Perhaps look for a way to transfer governmental authority from the U.S.A to the U.S. Chamber of Commerce?
      John L. Ries
  • How much money Google receives from these requests

    Government use taxpayers money to pay Google for this requests, it is extermely important for Drummond to explain the price Google charges each government for these requests since it's public money that is being used.
    Gabriel Hernandez
    • A fair sum for retrieval costs.

      Of course it's public money being used. What's your point?
  • What Google does when a government requests your data

    I'm surprised that Google doesn't charge the government for requests. They sell the data to everyone else. Google only has your data if you sign in, don't sign in and they won't know who you are.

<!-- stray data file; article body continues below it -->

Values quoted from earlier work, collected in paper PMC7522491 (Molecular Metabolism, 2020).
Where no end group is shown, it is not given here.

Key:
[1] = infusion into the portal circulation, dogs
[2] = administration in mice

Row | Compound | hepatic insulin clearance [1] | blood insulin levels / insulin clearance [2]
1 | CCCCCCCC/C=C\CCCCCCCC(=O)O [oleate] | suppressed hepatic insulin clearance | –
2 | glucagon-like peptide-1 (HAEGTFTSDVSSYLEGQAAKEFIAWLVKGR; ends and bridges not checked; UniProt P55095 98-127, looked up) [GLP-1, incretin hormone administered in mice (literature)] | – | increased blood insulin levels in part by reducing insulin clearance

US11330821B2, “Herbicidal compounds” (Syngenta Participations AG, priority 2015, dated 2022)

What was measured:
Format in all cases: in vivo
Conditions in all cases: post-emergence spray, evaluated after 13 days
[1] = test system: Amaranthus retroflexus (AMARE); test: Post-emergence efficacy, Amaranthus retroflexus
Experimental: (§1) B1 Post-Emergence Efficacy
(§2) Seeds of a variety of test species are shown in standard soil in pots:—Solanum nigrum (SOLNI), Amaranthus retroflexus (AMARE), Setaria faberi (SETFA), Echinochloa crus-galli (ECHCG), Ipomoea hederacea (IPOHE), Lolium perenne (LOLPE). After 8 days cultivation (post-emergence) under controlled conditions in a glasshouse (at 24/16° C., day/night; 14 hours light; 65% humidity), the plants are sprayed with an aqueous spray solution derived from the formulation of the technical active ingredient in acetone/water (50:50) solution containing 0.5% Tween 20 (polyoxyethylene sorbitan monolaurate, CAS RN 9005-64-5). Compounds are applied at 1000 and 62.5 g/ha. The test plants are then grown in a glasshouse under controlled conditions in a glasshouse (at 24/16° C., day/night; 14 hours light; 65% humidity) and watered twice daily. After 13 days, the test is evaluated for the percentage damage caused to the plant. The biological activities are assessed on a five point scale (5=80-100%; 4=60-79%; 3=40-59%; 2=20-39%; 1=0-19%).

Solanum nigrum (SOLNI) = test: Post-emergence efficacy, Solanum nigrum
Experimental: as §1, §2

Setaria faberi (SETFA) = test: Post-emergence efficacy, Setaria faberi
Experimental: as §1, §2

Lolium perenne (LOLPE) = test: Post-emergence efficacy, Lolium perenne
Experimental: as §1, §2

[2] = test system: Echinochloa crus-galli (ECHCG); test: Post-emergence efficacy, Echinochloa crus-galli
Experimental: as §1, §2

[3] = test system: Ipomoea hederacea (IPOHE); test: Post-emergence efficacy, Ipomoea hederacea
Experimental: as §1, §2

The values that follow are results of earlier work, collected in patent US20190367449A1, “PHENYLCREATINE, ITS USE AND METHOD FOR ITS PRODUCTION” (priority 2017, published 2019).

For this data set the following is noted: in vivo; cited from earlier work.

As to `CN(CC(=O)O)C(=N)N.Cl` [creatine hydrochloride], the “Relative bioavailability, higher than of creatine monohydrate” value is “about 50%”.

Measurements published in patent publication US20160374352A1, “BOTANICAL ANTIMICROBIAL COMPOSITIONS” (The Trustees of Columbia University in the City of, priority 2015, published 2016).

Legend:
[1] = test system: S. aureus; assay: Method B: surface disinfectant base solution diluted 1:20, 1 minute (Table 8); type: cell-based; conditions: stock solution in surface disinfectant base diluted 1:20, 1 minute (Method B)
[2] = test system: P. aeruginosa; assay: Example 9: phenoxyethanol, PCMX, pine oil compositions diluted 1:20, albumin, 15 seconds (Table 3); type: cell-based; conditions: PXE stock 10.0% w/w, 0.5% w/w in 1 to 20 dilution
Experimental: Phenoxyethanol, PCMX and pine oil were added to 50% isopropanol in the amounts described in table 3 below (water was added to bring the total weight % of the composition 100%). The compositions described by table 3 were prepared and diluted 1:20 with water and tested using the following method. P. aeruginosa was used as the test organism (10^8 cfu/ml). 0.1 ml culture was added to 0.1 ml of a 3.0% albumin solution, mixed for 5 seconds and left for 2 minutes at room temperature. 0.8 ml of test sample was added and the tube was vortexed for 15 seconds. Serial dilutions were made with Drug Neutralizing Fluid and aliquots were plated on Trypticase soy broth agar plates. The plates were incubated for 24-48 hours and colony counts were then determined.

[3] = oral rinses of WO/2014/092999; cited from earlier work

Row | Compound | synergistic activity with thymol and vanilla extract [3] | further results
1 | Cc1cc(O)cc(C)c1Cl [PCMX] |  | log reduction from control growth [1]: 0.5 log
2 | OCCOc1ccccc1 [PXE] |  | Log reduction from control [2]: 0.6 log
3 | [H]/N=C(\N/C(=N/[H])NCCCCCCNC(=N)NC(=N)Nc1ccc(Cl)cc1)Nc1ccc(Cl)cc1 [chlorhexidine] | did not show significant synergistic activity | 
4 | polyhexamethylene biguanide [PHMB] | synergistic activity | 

• If Google wants to do business, they have to follow the rules

    Pursuant to European legislation, the applicable data privacy laws are regulated in accordance with the location of the client/customer. The same applies to other legislation, such as consumer rights, etc.

    In other words, Google must follow the regulations of every country where they want to do business.

    If they do not follow the rules, Google's products and services may be denied market access.

    Google is a signatory to the US-EU Safe Harbor provisions. This signifies that Google guarantees an adequate protection of data (as defined in the EU Directive). Google can be fined and assets seized etc.
  • Great article...

    Very informative article, Thanks a lot. :-)
  • Hey Google

  • Longer than you think...